c) Cultural aspects and cultural awareness and inter-culturally.
All these contents aim to help Primary students become communicative competent in the
foreign language.
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Now, I will move on to the following part of the topic. Firstly the main features of ORAL AND
WRITEN LANGUAGE will be explained and finally, an attempt to establish the main differences
between speech and writing will be made.
Let us start by defining the most obvious aspect of language: speech. Speech is the universal
material of human language. Human language was transmitted and developed entirely as
spoken means of communication. The description and classification of speech sound is the
main aim of phonetics. The main characteristics of oral language are: It has more expressive
possibilities; the use of gestures and body language; simple constructions; pause, repetitions
or rephrasing and errors.
However writing is a transcription of the sounds of speech and it uses graphics. The main
characteristics of written language are: the precision, clarity, unique graphic features and it is
Once having considered the main features of spoken and written language, I will go on citing
some differences between oral and written language.
- The first and obvious contrast between both depends on their physical form: speech uses
phonic substance whilst writing’s support is graphic.
- A second way to study oral and written differences is regarding the communicative situation
in both cases:
- In written interaction the interlocutors are not simultaneously present, so they miss
an important part of the context.
- Also in the case of written, the absence of the interlocutors makes immediate
feedback difficult.
- On the other hand speech is immediate and dynamic and written is static and
We can also notice some structural differences between oral and written language. First of all,
writing has a more formal style:
- Less redundancy than speech.
- Fillers used in oral language (so, then, you know…) are not used in written texts.
- Grammatical structures are more varied and elaborated in written texts.
- Also vocabulary is richer and more selected in writing.
In the English language there is a great difference between the oral and written form, which
usually leads students to having problems when writing.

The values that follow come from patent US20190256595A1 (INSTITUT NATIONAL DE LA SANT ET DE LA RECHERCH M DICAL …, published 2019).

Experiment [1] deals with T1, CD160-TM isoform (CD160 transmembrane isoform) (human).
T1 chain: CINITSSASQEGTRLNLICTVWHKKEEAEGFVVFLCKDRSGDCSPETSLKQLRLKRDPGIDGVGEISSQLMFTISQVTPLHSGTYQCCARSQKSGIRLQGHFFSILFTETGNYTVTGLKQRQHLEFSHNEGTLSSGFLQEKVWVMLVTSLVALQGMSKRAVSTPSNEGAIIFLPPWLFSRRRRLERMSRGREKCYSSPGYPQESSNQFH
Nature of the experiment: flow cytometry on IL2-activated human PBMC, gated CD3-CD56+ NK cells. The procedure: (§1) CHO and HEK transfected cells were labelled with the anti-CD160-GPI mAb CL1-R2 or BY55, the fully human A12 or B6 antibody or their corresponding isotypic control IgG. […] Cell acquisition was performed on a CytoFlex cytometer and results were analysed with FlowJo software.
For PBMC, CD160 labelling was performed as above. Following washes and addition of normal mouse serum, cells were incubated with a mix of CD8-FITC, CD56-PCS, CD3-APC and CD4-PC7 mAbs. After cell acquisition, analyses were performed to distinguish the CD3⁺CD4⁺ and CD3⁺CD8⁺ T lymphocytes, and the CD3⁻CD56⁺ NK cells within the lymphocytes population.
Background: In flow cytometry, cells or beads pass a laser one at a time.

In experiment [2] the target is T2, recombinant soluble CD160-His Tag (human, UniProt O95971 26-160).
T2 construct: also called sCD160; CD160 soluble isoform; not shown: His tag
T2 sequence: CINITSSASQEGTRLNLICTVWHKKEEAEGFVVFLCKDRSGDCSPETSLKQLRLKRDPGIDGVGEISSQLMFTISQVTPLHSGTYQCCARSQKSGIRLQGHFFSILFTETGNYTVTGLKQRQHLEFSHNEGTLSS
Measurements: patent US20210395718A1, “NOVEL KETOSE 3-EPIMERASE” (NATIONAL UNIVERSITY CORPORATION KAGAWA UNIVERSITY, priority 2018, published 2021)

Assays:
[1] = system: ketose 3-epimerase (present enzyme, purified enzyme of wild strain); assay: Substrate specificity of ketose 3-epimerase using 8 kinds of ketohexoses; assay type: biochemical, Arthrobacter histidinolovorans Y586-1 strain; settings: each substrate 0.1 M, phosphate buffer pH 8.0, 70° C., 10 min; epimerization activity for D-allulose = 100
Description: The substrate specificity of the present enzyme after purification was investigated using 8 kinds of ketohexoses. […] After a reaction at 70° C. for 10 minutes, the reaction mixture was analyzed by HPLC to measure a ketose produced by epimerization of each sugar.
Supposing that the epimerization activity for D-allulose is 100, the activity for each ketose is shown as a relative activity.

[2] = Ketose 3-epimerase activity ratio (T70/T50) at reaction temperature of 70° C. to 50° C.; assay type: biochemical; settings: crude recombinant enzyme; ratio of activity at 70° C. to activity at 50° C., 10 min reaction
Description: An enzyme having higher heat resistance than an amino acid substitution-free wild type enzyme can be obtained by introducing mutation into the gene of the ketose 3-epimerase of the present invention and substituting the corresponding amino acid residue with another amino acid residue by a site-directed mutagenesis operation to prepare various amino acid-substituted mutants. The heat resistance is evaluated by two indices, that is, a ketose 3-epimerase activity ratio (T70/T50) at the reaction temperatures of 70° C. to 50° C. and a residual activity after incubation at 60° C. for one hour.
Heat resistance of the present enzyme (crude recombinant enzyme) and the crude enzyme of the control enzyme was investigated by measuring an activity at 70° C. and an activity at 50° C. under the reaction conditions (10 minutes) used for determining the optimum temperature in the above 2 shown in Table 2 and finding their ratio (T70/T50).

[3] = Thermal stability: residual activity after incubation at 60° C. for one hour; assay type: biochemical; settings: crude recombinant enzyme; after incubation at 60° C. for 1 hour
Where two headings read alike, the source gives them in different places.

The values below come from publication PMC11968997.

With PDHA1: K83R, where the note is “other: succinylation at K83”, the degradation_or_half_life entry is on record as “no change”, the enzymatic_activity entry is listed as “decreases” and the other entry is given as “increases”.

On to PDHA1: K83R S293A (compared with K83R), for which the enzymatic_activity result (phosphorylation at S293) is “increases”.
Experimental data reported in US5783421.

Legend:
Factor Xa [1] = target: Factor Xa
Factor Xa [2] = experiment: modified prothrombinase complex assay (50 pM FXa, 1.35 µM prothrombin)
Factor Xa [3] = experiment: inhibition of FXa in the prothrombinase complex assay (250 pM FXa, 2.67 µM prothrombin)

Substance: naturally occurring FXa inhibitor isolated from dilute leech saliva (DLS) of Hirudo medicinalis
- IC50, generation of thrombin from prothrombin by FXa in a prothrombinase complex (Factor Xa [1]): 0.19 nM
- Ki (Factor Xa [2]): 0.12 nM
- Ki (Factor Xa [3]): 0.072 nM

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Communication is a complex and dynamic phenomenon and depends on several factors: the
participants, the context and the type of activity. We are going to see the factors that take
part in the communication process:
- The Code: the message will only be understood if the sender and the receiver share the
same language, that is to say, the same code.
- Sender or information source: the person who wants to send a message.
- Receiver: the person who receives/gets the message and interprets it.
- Message: the contents of the information sent to the receiver or destination.
- Channel of transmission: the means through which the message travels (speech or
- Context: we can distinguish between the situational and the linguistic context.
The situation context refers to the conditions and circumstances that are relevant to
an event, fact, etc. / The situational context refers to the place and the moment in
which the communicative act is developed.
- Purpose: it is the intention of the message.
- Topic: it is the matter about which the interaction develops.
- Register: it refers to a defined style of language with more or less formality in the use of
As we mentioned before language is a complex human activity which allows two basic
functions: communication and representation. It constitutes an essential instrument to build
up our representation of the world.
On the other hand, we can communicate for many different purposes, Jacobson distinguished
6 main functions of languages:
1) Conative: when the speaker tries to attract the receivers’ attention. The main purpose
is to affect the receivers’ behavior. (excuse me!)
2) Expressive/emotive: when the speaker shows his/her psychological situation and
emotions. (Oh, my god!; Wow!)
3) Referential: when language is used to refer to reality, to transmit contents.
4) Phatic: is that of keeping the channel open, guaranteeing that the receiver is attentive.
5) Metalinguistic: it is the function in which language is used to refer to language itself. (I
don’t understand).
6) Poetic: when the speaker highlights the form of the message. The main purpose is the
beauty of the message.
It is important to highlight that the different functions never occur independently. Different
ones at the same time can appear in a message.
To conclude, as we have seen, communication is a wide ranging and complicated
affair. The various factors that define a communicative situation must all be explored if the
student has as much exposure as possible to the roles of sender and receiver. Doing so at an
early point in the child’s education process will help that child to expand upon his knowledge
at subsequent points in his schooling.
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In order to develop this topic, the following bibliography, webgraphy and legal regulations has
been used:
- Chomsky, N. (1957). Syntactic Structures. The Hague: Mouton.
- Tobin, Y. (1990). Semiotics and linguistics. London: Longman.
- Tobin, Y (1994). Phonology as Human Behavior: Theoretical Implication and Clinical
Applications. Durhamm, NC: Duke University Press.
- Decree 68/2007, 29
May, 2007 (D.O.C.M. # 116, 1
June, 2007)